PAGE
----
Tim: Are there any countries in the world right now that have a system that is, in your mind, close to what you are proposing? I don’t know of any countries that for instance use a voucher system to let people express what they believe in that way—I am wondering: Is there any place or country or two that actually does something like this?

Larry: Well, most other mature democracies are different in two really important ways: 1) They are parliaments. 2) They don’t have a First Amendment the way we do. Because they are parliaments, elections are not regular. So there is not a permanent campaign, there is a time when they govern, and the majority party actually can govern, and then there is an election. The election could be six weeks or two months or something like that. That’s a really important difference. And number two, no other country has interpreted their free speech provision to be as restrictive as our Supreme Court has interpreted ours. So what those two constraints mean is there won’t be any country that has something precisely analogous to what we have. But here’s the thing that every other successful democracy has, that we need—the members of parliament, or the members of those congresses do not spend 30% to 70% of their time raising money from the tiniest fraction of the 1% in those countries. In parliaments, I spoke in the Swedish parliament about Creative Commons, but I also talked about this issue. A member of parliament came up to me—in fact, he was a geek, he was a free software coder, he worked on the GNU Linux kernel, the Linux kernel, and he said to me, “In my eight years in parliament, I’ve never, literally never once asked anybody for money. Never. That’s just not what we do.” It kind of struck me, as a shocking idea. Imagine a congress filled with people who are not constantly thinking, “What does that rich fat cat want me to do so that he or she is going to fund my campaign so that I can get back into getting into power?” It seems impossible to Americans to imagine a different system. But the reality is no other democracy comes close to the craziness of this system. And it is completely trivially possible to create this alternative. If we had a voucher system, that would cost $3 to $4 billion a year. Now the Cato Institute the libertarian think tank estimates that last year the amount of corporate welfare the United States government spent was $100 billion. So if we could spend $3 to $4 billion a year, and cut that corporate welfare by 10%, we would have paid for it two to three times over, right? So this is a trivial problem to solve from a financial perspective. But it would radically change the incentives of our government to be answering to these crazy extreme crony capitalist like demands or to the bailout demands. Whatever your complaint is, it would refuse, it would remove those kinds of crazy constraints.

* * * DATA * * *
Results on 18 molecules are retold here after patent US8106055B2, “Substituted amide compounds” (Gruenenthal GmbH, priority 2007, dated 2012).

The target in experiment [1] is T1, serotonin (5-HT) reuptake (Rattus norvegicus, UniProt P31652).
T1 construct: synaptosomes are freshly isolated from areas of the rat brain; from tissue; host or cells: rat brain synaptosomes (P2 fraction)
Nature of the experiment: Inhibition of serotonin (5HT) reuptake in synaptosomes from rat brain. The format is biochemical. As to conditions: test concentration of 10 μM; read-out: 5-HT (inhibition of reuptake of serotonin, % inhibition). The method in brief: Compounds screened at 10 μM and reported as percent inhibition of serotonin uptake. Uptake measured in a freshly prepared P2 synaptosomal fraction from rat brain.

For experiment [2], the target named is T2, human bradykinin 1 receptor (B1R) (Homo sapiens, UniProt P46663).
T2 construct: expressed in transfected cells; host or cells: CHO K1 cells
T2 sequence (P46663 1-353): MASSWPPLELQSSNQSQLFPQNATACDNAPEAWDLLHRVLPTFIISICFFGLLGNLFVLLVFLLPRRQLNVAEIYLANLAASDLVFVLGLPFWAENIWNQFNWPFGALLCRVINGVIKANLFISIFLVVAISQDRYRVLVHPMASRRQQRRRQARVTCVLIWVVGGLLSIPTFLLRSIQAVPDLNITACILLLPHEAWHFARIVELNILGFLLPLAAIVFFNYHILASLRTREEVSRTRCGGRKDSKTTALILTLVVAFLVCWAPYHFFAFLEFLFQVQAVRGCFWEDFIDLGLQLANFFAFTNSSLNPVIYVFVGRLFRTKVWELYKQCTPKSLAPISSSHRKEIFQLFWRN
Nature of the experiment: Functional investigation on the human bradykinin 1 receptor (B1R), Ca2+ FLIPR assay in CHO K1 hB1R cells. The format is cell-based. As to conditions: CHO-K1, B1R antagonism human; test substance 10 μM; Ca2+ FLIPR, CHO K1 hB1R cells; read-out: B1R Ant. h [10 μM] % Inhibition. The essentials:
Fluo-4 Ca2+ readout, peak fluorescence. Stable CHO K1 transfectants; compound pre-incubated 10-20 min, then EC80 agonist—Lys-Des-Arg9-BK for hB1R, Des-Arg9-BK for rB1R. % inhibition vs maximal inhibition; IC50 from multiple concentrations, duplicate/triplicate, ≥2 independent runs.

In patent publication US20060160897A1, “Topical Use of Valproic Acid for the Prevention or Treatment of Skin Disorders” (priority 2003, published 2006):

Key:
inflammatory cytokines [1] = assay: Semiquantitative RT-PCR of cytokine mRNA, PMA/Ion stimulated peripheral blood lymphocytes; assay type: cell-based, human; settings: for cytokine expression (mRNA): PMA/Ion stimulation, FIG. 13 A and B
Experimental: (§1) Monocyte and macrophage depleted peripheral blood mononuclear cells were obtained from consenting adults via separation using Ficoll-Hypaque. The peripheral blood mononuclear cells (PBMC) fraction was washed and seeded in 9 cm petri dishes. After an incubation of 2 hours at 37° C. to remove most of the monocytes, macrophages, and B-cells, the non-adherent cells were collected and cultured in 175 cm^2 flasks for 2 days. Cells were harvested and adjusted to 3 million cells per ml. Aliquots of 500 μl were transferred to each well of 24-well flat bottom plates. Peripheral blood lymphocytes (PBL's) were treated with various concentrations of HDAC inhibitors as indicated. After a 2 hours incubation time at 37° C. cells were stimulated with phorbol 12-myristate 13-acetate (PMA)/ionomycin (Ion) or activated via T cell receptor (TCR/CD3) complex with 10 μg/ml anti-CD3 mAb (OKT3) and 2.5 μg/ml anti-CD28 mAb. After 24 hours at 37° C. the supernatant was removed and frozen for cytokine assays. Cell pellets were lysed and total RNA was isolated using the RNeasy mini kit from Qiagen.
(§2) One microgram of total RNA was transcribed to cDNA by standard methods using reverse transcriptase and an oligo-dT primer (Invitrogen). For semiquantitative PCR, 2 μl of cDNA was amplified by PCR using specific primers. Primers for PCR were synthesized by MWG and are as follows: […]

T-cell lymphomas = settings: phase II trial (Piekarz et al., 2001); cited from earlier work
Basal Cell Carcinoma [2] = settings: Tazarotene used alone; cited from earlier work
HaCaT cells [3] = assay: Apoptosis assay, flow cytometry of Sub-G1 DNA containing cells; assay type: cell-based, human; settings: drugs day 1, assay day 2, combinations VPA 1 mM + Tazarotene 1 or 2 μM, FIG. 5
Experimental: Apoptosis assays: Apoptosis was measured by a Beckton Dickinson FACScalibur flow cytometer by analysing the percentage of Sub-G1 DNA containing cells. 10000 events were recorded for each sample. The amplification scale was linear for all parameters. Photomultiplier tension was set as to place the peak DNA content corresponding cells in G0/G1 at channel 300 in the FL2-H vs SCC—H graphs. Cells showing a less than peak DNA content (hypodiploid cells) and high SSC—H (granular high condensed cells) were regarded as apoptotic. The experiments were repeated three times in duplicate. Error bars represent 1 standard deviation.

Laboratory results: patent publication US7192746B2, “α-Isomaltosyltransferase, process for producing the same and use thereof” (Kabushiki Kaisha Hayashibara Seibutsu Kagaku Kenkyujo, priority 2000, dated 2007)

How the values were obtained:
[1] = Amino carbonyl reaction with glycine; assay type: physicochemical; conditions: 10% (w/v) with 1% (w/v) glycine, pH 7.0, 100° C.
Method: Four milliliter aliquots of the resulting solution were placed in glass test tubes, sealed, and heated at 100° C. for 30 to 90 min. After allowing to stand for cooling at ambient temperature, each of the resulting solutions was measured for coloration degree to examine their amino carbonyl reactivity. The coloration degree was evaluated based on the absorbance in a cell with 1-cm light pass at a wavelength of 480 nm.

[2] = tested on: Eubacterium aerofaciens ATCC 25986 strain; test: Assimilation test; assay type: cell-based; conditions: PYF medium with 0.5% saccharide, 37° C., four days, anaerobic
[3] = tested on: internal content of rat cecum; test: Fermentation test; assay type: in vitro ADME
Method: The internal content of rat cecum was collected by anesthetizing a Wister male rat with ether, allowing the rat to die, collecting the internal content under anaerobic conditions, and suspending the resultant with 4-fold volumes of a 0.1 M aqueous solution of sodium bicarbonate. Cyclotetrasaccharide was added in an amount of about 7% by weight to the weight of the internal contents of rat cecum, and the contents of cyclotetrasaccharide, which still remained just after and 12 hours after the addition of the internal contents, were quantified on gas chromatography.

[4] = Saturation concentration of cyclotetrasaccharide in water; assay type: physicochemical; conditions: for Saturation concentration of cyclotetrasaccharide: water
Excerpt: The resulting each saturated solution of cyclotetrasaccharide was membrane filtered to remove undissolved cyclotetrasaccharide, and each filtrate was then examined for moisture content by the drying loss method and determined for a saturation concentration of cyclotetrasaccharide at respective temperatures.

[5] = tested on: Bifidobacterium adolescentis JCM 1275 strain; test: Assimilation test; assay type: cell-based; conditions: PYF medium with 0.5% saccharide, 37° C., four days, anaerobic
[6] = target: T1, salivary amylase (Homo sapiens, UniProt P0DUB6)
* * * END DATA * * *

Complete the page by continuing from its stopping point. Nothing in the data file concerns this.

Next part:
Tim: I think a lot of people might object in the same way that they do that they fail to check the boxes as they contribute to the electoral campaign on taxes, and say, “I will support it if I want, but I don’t want to be required to give money to anyone else’s campaign systematically. I don’t want to be part of it.”